Their relationship has always been an unconventional one, though, and recognising this, Frank encourages Claire to seek out what she does not get from their relationship elsewhere. “One person cannot give everything to another person”.
This is where Frank’s ghost writer from the last season fits back in. When Tom Yates was first introduced in Season 3, it looked as though writers were setting the scene for him and Frank to hook-up. In fact, there was so much sexual tension in the room, you could cut it with a knife! As it turns out, the tension was in fact between Tom and Claire. They get together in Season 4, with Frank’s blessing of course, and Claire finally gets some actions (the poor woman has been starved of sex since the Meechum incident!!!).
There is a weird moment where the three of them sit around the dinner table, sharing a rather measly looking breakfast consisting of one slice apple (singular).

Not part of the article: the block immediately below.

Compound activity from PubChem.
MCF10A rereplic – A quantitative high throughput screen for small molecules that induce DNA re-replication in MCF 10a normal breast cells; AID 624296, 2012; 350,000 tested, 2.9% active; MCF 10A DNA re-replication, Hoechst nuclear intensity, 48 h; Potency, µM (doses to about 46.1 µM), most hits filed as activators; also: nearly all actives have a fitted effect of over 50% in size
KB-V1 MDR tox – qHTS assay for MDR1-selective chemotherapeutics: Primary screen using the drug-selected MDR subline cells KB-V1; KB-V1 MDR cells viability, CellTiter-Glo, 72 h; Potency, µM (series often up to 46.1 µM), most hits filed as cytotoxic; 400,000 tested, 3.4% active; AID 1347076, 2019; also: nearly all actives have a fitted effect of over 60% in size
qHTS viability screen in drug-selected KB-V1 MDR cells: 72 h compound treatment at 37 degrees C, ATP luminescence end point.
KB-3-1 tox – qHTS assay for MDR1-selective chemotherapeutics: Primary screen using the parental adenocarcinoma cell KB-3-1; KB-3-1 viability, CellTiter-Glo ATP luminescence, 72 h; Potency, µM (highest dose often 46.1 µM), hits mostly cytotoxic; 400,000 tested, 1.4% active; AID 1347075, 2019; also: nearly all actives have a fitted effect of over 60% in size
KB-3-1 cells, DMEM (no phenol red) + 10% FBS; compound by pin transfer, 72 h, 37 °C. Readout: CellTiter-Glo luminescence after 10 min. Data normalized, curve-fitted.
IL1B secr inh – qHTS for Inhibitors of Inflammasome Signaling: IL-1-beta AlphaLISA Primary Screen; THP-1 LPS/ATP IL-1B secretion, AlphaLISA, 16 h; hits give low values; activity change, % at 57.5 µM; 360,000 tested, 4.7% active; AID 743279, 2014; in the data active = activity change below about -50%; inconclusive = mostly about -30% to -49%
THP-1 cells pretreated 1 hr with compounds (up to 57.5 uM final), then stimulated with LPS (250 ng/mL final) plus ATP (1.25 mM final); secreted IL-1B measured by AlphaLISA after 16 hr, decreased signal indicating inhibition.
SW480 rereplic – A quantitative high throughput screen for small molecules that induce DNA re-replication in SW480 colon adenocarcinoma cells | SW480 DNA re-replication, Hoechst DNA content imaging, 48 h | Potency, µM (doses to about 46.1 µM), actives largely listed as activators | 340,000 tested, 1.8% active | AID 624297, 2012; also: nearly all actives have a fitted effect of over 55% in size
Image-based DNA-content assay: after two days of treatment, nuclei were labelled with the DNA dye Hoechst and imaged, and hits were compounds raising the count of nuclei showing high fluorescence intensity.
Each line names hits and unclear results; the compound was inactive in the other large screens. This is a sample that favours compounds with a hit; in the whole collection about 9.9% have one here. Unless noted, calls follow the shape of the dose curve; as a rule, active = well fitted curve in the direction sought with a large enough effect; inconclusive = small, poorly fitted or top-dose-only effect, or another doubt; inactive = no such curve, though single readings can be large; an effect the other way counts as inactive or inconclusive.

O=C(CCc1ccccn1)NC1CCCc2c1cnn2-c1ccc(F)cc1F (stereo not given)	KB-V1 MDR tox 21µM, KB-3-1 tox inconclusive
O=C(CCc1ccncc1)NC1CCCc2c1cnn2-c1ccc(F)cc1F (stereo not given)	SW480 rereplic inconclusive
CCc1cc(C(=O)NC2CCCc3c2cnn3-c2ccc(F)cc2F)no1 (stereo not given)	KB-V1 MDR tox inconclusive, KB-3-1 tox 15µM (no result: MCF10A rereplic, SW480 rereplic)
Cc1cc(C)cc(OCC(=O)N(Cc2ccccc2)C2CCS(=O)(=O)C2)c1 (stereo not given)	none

Speaking of three-ways, Meechum, for the short time he’s in this season, is still a love sick puppy dog for the Underwood’s. You can almost hear the seduction in Frank’s voice as he encourages Meechum to ‘spread his fingers a little’ when he traces his hand on the white house walls. Weird!!
Following his death, Lucas’ evidence is leaked to the press. It is dismissed as the ramblings of a madman, but one of his old journo friends debates whether there could be any truth in it? Frank is hardly short of enemies, and some deep delving uncovers many of the dark secrets he has fought to keep buried. Garret returns from the shadows, where he was shunned by Frank in Season 2. Remy and Jackie agree to cooperate, and in turn, release themselves from under the Underwood’s blackmail plot.
Frank’s world comes crashing down as Hammerschimdt goes to press with his sensationalist story of his corruption laced rise to power. Where does this leave the Underwood’s, now that their masks have been torn off? We will just need to wait until Season 5 to find out!!!